The last decade of Alzheimer's disease research has been disappointed.
Years focusing on a characteristic of the disease ultimately resulted in no progress towards treatment or prevention.
But next week, when the best researchers gather in Los Angeles at the Alzheimer's Association International Conference, an annual meeting, many will present research on another goal: inflammation.
"The major breakthrough is that neuroinflammation is the target. It kills the bulk of neurons leading to dementia," said Rudolph Tanzi, professor of neurology at Harvard University and neurologist director at Massachusetts General Hospital.
Moves beyond plaques Early research on Alzheimer's disease pointed to a tangible goal: clumps of protein in the brain called amyloid plaques, When researchers studied the brains of people with Alzheimer's disease who died, they noticed the brain tissue was full of these plaques, which are still considered a hallmark of the disease
But although research has shown time and time again that amyloid plaques can play a role in Alzheimer's, it is not the individual key to cure.
Today, the pharmaceutical companies announced Amgen and Novartis that their attempts at a drug that would contribute To block the production of amyloid plaques had failed, in fact, patients who got the drug got worse. The Alzheimer's Association called the result "depressing".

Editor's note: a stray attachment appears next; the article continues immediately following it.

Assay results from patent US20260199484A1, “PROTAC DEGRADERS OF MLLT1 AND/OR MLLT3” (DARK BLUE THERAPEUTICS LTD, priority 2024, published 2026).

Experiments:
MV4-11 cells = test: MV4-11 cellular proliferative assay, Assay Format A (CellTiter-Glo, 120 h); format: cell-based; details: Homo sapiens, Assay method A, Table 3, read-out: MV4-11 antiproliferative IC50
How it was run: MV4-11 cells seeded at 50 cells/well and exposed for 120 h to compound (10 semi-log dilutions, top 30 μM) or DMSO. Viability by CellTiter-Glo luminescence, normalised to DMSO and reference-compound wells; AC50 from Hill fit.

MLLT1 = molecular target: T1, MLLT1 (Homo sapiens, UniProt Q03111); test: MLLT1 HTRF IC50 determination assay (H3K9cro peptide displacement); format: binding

But according to Tanzi, who goes after the plaques after they have been formed, it means that you are too late. This is because amyloid develops very early in Alzheimer's disease – even 20 years before the first symptoms occur. Attacking amyloid in patients who already have dementia is like trying to stop a forest fire by blowing out a match, he said. It is inflammation that makes the fire out of control.
"If you want to hit the plaque, you must do it so early with early detection," said Tanzi. "I think it will be the future to prevent Alzheimer's disease. But how can we help the 5 million patients in this country? You need to put out the forest fire."
Postponement of Inflammation Fire
Tanzi works with a Boston-based company called AZTherapies to find drugs that already exist that can cope with the neuroinflammation. Tanzi serves as head of the company's scientific advisory board and has financial links with the company.
Part of AZTherapie's research involves a drug used to treat asthma, called Cromolyn, which targets inflammation of the lungs. The company changed the medicine to reach the brain and tested it in combination with ibuprofen.
"This is one of the first attempts to take a relatively safe drug … reformulate it and then ask if we reverse neuroinflammation, can we lay out the forest fire and, like a forest, let it grow back?" said.
AZTherapies has reported nearly 600 patients for that trial and expects results within the next year or two. Yet, it is far too early to suggest that people take anti-inflammatory drugs to ward off dementia. Drugs on the market either do not reach the brain or with other risks associated with prolonged use, such as increased risk of heart attack, stroke and ulcer.
AZTherapies is not the only company moving from amyloid research into inflammatory areas.
Neurotrope will present research at next week's Alzheimer's Association on its drug, bryostatin-1.
Originally tested as a cancer drug, bryostatin-1 works by activating a protein involved in the "conduction" of the brain.